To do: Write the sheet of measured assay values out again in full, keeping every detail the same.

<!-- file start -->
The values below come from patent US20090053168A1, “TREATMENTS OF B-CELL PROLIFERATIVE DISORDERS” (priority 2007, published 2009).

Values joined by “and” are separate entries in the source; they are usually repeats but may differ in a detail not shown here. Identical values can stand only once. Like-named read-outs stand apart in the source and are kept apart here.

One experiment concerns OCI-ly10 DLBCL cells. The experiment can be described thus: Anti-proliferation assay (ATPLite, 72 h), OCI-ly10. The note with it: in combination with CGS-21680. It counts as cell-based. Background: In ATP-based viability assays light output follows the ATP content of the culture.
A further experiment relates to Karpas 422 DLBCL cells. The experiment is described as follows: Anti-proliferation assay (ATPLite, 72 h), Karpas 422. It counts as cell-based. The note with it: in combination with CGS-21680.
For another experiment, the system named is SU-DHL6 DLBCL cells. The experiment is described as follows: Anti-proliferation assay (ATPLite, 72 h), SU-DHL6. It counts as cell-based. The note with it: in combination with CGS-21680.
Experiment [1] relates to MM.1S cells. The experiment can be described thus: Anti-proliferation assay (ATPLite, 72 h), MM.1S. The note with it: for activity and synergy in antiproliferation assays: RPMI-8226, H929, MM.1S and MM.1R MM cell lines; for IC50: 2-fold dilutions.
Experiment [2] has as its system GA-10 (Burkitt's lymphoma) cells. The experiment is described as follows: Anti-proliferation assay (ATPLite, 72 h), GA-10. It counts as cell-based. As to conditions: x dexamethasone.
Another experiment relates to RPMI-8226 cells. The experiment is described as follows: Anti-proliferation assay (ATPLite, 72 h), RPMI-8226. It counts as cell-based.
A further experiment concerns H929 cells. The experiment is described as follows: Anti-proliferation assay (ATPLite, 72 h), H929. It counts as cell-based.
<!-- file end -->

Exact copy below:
The values below come from patent US20090053168A1, “TREATMENTS OF B-CELL PROLIFERATIVE DISORDERS” (priority 2007, published 2009).

Values joined by “and” are separate entries in the source; they are usually repeats but may differ in a detail not shown here. Identical values can stand only once. Like-named read-outs stand apart in the source and are kept apart here.

One experiment concerns OCI-ly10 DLBCL cells. The experiment can be described thus: Anti-proliferation assay (ATPLite, 72 h), OCI-ly10. The note with it: in combination with CGS-21680. It counts as cell-based. Background: In ATP-based viability assays light output follows the ATP content of the culture.
A further experiment relates to Karpas 422 DLBCL cells. The experiment is described as follows: Anti-proliferation assay (ATPLite, 72 h), Karpas 422. It counts as cell-based. The note with it: in combination with CGS-21680.
For another experiment, the system named is SU-DHL6 DLBCL cells. The experiment is described as follows: Anti-proliferation assay (ATPLite, 72 h), SU-DHL6. It counts as cell-based. The note with it: in combination with CGS-21680.
Experiment [1] relates to MM.1S cells. The experiment can be described thus: Anti-proliferation assay (ATPLite, 72 h), MM.1S. The note with it: for activity and synergy in antiproliferation assays: RPMI-8226, H929, MM.1S and MM.1R MM cell lines; for IC50: 2-fold dilutions.
Experiment [2] has as its system GA-10 (Burkitt's lymphoma) cells. The experiment is described as follows: Anti-proliferation assay (ATPLite, 72 h), GA-10. It counts as cell-based. As to conditions: x dexamethasone.
Another experiment relates to RPMI-8226 cells. The experiment is described as follows: Anti-proliferation assay (ATPLite, 72 h), RPMI-8226. It counts as cell-based.
A further experiment concerns H929 cells. The experiment is described as follows: Anti-proliferation assay (ATPLite, 72 h), H929. It counts as cell-based.